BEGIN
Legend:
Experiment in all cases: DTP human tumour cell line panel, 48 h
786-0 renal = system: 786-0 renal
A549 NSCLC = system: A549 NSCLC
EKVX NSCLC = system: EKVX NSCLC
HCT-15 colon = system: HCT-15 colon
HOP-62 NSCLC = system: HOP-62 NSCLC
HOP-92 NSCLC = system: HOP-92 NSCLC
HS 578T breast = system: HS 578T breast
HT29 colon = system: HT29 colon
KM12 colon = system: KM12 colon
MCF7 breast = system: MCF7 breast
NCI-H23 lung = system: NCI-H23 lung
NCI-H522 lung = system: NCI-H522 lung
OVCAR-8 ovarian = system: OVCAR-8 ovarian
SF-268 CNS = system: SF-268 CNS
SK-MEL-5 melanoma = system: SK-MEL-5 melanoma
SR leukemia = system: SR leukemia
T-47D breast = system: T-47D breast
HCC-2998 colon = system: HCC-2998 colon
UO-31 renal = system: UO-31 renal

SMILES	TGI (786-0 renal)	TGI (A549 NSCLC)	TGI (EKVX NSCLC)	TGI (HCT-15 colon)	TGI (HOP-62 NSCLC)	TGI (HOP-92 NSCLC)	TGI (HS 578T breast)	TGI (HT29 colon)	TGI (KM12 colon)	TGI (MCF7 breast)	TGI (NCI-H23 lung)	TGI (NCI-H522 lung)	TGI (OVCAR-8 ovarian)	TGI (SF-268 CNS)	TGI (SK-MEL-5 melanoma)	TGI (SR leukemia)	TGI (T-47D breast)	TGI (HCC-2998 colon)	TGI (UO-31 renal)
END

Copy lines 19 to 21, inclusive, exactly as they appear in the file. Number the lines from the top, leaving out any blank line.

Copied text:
T-47D breast = system: T-47D breast
HCC-2998 colon = system: HCC-2998 colon
UO-31 renal = system: UO-31 renal